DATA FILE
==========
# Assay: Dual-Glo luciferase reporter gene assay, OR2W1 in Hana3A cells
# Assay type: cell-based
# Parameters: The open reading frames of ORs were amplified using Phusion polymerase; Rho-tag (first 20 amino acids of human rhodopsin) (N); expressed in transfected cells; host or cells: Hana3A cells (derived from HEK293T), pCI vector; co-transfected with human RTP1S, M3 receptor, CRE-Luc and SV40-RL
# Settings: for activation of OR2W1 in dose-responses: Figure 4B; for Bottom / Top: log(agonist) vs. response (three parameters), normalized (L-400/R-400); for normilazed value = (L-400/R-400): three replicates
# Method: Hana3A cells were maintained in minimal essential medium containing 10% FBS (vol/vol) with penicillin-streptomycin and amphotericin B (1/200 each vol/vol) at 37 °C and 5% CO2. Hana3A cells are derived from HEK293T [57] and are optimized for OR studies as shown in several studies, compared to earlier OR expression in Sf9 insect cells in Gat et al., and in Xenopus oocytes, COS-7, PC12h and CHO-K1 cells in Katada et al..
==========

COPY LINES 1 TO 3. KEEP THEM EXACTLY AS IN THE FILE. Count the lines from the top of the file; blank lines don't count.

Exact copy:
# Assay: Dual-Glo luciferase reporter gene assay, OR2W1 in Hana3A cells
# Assay type: cell-based
# Parameters: The open reading frames of ORs were amplified using Phusion polymerase; Rho-tag (first 20 amino acids of human rhodopsin) (N); expressed in transfected cells; host or cells: Hana3A cells (derived from HEK293T), pCI vector; co-transfected with human RTP1S, M3 receptor, CRE-Luc and SV40-RL